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We summarize some of the past year's most important findings within climate change-related research. New research has improved our understanding of Earth's sensitivity to carbon dioxide, finds that permafrost thaw could release more carbon emissions than expected and that the uptake of carbon in tropical ecosystems is weakening. Adverse impacts on human society include increasing water shortages and impacts on mental health. Options for solutions emerge from rethinking economic models, rights-based litigation, strengthened governance systems and a new social contract. The disruption caused by COVID-19 could be seized as an opportunity for positive change, directing economic stimulus towards sustainable investments.
A synthesis is made of ten fields within climate science where there have been significant advances since mid-2019, through an expert elicitation process with broad disciplinary scope. Findings include: (1) a better understanding of equilibrium climate sensitivity; (2) abrupt thaw as an accelerator of carbon release from permafrost; (3) changes to global and regional land carbon sinks; (4) impacts of climate change on water crises, including equity perspectives; (5) adverse effects on mental health from climate change; (6) immediate effects on climate of the COVID-19 pandemic and requirements for recovery packages to deliver on the Paris Agreement; (7) suggested long-term changes to governance and a social contract to address climate change, learning from the current pandemic, (8) updated positive cost–benefit ratio and new perspectives on the potential for green growth in the short- and long-term perspective; (9) urban electrification as a strategy to move towards low-carbon energy systems and (10) rights-based litigation as an increasingly important method to address climate change, with recent clarifications on the legal standing and representation of future generations.
Social media summary
Stronger permafrost thaw, COVID-19 effects and growing mental health impacts among highlights of latest climate science.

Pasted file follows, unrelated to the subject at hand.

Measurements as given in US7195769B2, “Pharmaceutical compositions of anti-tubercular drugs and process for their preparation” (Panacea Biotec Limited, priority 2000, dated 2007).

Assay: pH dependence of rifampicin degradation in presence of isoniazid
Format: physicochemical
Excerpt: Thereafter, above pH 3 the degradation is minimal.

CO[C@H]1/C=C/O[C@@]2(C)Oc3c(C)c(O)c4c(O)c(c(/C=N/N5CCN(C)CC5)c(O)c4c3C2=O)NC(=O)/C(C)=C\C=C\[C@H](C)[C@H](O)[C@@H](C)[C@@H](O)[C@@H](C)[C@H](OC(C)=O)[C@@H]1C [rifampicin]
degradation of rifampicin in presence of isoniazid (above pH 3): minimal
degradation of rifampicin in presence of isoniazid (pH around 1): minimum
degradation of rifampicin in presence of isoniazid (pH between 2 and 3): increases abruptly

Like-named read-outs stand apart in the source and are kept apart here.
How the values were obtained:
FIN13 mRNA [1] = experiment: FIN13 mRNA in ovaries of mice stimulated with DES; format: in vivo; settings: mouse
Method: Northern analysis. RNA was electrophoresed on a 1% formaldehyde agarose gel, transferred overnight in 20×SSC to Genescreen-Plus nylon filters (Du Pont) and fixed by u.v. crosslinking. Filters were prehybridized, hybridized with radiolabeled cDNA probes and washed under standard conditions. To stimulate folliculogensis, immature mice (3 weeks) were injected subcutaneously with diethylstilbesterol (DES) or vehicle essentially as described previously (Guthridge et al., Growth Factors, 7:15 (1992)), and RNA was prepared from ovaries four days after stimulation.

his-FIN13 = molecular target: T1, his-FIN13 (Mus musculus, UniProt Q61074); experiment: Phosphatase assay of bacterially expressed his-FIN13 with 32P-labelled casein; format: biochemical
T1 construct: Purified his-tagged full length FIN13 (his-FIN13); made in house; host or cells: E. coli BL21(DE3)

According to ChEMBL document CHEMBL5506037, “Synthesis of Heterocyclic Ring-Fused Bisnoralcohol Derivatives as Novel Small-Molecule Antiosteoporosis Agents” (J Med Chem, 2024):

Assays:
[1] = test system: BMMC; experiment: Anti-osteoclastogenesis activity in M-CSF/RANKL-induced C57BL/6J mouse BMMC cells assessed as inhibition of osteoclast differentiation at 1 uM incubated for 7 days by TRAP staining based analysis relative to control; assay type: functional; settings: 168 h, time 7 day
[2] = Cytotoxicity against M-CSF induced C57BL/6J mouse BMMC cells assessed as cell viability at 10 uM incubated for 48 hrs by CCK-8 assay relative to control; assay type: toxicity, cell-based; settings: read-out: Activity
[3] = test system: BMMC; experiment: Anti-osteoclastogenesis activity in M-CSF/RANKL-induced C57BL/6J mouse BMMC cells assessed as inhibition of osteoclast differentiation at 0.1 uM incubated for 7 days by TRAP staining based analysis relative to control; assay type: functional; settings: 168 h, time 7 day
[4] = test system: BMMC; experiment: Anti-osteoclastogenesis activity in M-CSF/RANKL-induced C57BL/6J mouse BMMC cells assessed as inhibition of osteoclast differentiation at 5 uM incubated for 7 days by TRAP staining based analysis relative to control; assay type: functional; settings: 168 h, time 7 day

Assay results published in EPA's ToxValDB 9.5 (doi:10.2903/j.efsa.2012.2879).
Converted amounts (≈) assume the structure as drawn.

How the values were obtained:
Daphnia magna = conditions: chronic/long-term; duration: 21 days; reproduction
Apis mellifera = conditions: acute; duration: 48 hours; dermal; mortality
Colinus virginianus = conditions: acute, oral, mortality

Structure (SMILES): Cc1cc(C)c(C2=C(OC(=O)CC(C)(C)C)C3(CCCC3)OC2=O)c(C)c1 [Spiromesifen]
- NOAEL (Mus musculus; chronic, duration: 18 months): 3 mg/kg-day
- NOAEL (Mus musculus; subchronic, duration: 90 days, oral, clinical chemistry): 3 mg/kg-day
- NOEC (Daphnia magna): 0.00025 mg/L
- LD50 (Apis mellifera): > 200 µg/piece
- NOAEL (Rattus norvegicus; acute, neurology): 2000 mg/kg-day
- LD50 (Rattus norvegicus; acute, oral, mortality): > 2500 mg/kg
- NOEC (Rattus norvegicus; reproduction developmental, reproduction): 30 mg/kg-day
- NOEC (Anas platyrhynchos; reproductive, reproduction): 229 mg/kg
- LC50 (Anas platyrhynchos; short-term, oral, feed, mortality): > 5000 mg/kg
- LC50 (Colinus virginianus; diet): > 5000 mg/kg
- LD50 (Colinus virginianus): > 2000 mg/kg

Hans Jacob Christoffel von Grimmelshausen (ca. 1621-1676) is the most significant (and still readable) author of seventeenth-century German novels. His Abenteuerlicher Simplicius Simplicissimusremains the one German novel of its time that has attained the stature of "world literature": its unique mix of violent action and solitary reflection, its superlative humor, its realistic portrayalof a peasant turned soldier turned hermit has made it the longest-running bestseller in German literature. Read by students and scholars in comparative literature, history, and German, and by those interested in the development of the picaresque novel in Europe, the work and its "Continuations" have increasingly occupied scholars around the world, who have in recent years shown it to be a work ofsubtle structure and characterization, bearing the imprint of the most advanced political thinking of the time, and showing the influences of some of the most significant works of world literature, including Cervantes' Don Quixote and Barclay's Argenis. This volume of essays by leading Grimmelshausen scholars from Germany, the United States, and England provides analyses of significant topics in his life and works, including questions of genre, structure, satire, allegory, narratology, political thought, religion, morality, humor, realism, and mortality. Contributors: Christoph E. Schweitzer, Italo Michele Battafarano, Klaus Haberkamm, Rosmarie Zeller, Andreas Solbach, Dieter Breuer, Lynne Tatlock, Peter Hess, Shannon Keenan Greene, and Alan Menhennet.